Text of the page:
Alanis took out a small journal, bound by worn leather. She flipped through several pages before reading aloud, “General Arthur’s rate of mana flow upon manipulation from mana core to extremities measures at roughly point-four-six seconds for body augmentation. For spell casting, there is roughly a forty percent increase in time for wind-attribute spells and fifty-five percent increase for earth-attribute spells compared to ice and lightning-attribute spells. Fire and water magic were not used enough during the session so no readings could be made.”
“Point-four-six seconds is awfully specific. How were you able to accurately measure the time?” Camus asked, his interest piqued as well.
Alanis took out a small cube-shaped device from the inside of her suit-like jacket. “Miss Wykes generously provided me this time-counting device.”
She pressed a small button on the side and the cube began whirring before she quickly pressed it again. She showed us the top of the cube, and it showed the time, down to a fraction of a second.
“Never thought I’d see such a useless tool,” Buhnd grumbled, obviously uninterested in the analysis of these numbers.
“Nonsense. That device can measure how fast you can run from one end of the room to the other with those short stubs you call legs,” Hester jeered, a smug grin on her face.
Buhnd let a loud snort. “Why do such a plebian thing like running when I can have the earth underneath me move my feet, you old witch?”
The two began bickering once again, making me wonder what their relationship was. It wasn’t just their bickering, though; back when we were sparring, all three of the elders had had an uncanny degree of coordination, like they had fought together before.
I made a mental note to ask either Kathyln or Virion later.
Turning my attention back to the two elves, it seemed like Alanis had just finished answering Camus’ question, which I’d missed.
“I see,” the old elf replied thoughtfully. “I wouldn’t want to hassle Miss Wykes too much about this so I’ll procure some materials myself.”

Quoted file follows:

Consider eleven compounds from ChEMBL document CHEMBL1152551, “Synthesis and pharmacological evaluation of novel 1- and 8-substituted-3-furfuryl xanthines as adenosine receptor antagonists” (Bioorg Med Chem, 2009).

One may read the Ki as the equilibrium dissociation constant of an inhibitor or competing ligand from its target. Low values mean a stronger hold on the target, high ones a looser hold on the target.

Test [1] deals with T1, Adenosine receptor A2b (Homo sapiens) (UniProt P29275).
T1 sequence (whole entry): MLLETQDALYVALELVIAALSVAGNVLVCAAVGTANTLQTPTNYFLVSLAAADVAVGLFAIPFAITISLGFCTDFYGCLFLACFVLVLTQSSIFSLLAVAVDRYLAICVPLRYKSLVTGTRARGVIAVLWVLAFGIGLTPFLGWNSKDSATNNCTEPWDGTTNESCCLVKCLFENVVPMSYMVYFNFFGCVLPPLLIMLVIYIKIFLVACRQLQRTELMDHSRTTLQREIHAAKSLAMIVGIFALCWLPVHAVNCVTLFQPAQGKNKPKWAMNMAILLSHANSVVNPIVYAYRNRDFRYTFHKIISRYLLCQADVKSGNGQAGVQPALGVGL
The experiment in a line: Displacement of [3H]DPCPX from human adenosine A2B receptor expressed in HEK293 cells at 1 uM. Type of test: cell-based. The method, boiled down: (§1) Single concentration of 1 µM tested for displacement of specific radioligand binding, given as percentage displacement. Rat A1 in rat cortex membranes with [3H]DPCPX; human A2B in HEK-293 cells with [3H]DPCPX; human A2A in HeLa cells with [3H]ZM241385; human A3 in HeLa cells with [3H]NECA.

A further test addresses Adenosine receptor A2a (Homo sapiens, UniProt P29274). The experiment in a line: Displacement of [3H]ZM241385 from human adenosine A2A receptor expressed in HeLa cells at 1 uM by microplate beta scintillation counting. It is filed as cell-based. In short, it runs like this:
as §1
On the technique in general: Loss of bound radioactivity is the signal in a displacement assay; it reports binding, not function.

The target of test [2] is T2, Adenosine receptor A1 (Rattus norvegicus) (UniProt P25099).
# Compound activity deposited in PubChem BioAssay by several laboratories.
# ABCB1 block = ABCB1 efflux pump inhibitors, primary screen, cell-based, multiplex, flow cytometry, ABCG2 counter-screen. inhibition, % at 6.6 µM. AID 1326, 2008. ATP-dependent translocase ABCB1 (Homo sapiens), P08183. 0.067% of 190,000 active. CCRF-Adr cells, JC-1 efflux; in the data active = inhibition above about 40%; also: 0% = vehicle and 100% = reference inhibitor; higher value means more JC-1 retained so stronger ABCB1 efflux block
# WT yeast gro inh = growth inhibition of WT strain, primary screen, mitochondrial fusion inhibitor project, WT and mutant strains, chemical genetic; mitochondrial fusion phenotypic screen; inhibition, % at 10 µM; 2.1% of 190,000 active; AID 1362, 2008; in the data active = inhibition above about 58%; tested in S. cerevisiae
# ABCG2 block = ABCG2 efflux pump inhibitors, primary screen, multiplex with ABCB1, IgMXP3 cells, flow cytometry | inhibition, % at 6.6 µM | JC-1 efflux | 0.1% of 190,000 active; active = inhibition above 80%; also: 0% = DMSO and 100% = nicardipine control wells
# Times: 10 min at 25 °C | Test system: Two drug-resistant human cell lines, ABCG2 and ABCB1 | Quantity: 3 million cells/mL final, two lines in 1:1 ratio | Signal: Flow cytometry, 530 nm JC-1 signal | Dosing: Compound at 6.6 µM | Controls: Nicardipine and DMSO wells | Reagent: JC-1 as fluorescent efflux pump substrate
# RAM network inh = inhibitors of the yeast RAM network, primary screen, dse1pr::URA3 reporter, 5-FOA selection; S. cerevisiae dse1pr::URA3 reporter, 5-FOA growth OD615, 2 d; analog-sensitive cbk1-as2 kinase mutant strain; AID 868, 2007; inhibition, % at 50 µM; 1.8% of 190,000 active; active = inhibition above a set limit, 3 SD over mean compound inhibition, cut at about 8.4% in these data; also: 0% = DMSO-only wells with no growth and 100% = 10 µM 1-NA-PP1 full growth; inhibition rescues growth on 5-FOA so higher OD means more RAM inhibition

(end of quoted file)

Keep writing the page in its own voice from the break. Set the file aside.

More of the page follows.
“It’s really no problem at all, Elder Camus,” Emily chimed in. “I was planning on improving Arth—General Arthur’s suit anyway. Making a few more wouldn’t be much of a strain assuming I have the materials at hand.”
“What’s going on?” I whispered, leaning toward Kathyln.
“Elder Camus asked if it was possible for Miss Emeria to do readings for multiple people,” Kathyln answered, taking a step back from me.
<i>Whoops. A little too close for her. </i>
I distanced myself as well, remembering the princess had always been wary of her personal ‘bubble.’ “Does that go for you as well?”
She nodded. “I’m curious to know how the speed of my mana flow compares to others.”
The aspect of comparison brought up a whole load of questions to mind that I wanted to ask Emily, but it wasn’t the time to ask that now. Instead, I turned to my training assistant. “Alanis, what were my numbers after I used Realmhea—I mean, after my hair and eyes changed colors?”
Everyone looked at the straight-laced elf expectantly. Even Hester and Buhnd, whose squabbling—maybe even flirting—I had tuned out, stopped to hear her response. <span class=”Apple-converted-space”> </span>
Alanis only had to flip a single page in her notebook before answering. “General Arthur’s spell casting efficiency, from the mental invocation stage to the physical shaping of elemental mana, increased nearly five-fold throughout all spectrums of elements, and…”